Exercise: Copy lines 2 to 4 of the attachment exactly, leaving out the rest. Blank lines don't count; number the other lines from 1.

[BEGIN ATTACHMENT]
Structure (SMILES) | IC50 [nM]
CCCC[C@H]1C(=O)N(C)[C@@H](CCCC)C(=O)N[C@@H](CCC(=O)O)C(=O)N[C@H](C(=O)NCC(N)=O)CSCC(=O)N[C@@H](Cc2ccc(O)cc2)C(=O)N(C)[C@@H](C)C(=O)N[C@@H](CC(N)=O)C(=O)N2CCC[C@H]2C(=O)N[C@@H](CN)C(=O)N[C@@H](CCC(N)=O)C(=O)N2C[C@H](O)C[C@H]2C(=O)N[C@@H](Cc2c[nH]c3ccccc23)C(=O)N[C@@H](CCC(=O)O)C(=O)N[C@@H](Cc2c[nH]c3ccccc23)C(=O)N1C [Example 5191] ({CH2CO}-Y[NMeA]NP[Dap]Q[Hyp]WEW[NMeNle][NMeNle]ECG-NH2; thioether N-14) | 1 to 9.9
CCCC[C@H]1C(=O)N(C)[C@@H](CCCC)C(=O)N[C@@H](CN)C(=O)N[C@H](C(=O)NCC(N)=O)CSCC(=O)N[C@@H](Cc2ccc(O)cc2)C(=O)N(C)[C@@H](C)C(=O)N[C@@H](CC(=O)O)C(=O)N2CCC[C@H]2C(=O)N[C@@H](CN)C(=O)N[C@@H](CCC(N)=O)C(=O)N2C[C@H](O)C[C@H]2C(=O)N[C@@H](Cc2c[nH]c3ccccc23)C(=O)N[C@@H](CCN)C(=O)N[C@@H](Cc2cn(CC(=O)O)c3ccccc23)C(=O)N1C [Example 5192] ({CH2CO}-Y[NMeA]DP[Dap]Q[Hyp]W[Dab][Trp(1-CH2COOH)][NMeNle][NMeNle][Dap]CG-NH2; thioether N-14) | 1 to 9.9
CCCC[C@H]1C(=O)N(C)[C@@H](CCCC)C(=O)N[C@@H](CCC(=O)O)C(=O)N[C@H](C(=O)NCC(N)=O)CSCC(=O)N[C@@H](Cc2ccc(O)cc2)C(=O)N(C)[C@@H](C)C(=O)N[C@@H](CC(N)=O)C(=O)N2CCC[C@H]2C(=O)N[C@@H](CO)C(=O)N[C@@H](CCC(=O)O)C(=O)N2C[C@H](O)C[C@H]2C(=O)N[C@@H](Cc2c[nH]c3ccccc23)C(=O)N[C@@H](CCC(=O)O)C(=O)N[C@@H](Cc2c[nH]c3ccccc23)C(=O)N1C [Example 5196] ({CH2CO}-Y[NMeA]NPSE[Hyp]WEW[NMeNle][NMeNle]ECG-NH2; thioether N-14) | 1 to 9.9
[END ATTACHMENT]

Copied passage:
CCCC[C@H]1C(=O)N(C)[C@@H](CCCC)C(=O)N[C@@H](CCC(=O)O)C(=O)N[C@H](C(=O)NCC(N)=O)CSCC(=O)N[C@@H](Cc2ccc(O)cc2)C(=O)N(C)[C@@H](C)C(=O)N[C@@H](CC(N)=O)C(=O)N2CCC[C@H]2C(=O)N[C@@H](CN)C(=O)N[C@@H](CCC(N)=O)C(=O)N2C[C@H](O)C[C@H]2C(=O)N[C@@H](Cc2c[nH]c3ccccc23)C(=O)N[C@@H](CCC(=O)O)C(=O)N[C@@H](Cc2c[nH]c3ccccc23)C(=O)N1C [Example 5191] ({CH2CO}-Y[NMeA]NP[Dap]Q[Hyp]WEW[NMeNle][NMeNle]ECG-NH2; thioether N-14) | 1 to 9.9
CCCC[C@H]1C(=O)N(C)[C@@H](CCCC)C(=O)N[C@@H](CN)C(=O)N[C@H](C(=O)NCC(N)=O)CSCC(=O)N[C@@H](Cc2ccc(O)cc2)C(=O)N(C)[C@@H](C)C(=O)N[C@@H](CC(=O)O)C(=O)N2CCC[C@H]2C(=O)N[C@@H](CN)C(=O)N[C@@H](CCC(N)=O)C(=O)N2C[C@H](O)C[C@H]2C(=O)N[C@@H](Cc2c[nH]c3ccccc23)C(=O)N[C@@H](CCN)C(=O)N[C@@H](Cc2cn(CC(=O)O)c3ccccc23)C(=O)N1C [Example 5192] ({CH2CO}-Y[NMeA]DP[Dap]Q[Hyp]W[Dab][Trp(1-CH2COOH)][NMeNle][NMeNle][Dap]CG-NH2; thioether N-14) | 1 to 9.9
CCCC[C@H]1C(=O)N(C)[C@@H](CCCC)C(=O)N[C@@H](CCC(=O)O)C(=O)N[C@H](C(=O)NCC(N)=O)CSCC(=O)N[C@@H](Cc2ccc(O)cc2)C(=O)N(C)[C@@H](C)C(=O)N[C@@H](CC(N)=O)C(=O)N2CCC[C@H]2C(=O)N[C@@H](CO)C(=O)N[C@@H](CCC(=O)O)C(=O)N2C[C@H](O)C[C@H]2C(=O)N[C@@H](Cc2c[nH]c3ccccc23)C(=O)N[C@@H](CCC(=O)O)C(=O)N[C@@H](Cc2c[nH]c3ccccc23)C(=O)N1C [Example 5196] ({CH2CO}-Y[NMeA]NPSE[Hyp]WEW[NMeNle][NMeNle]ECG-NH2; thioether N-14) | 1 to 9.9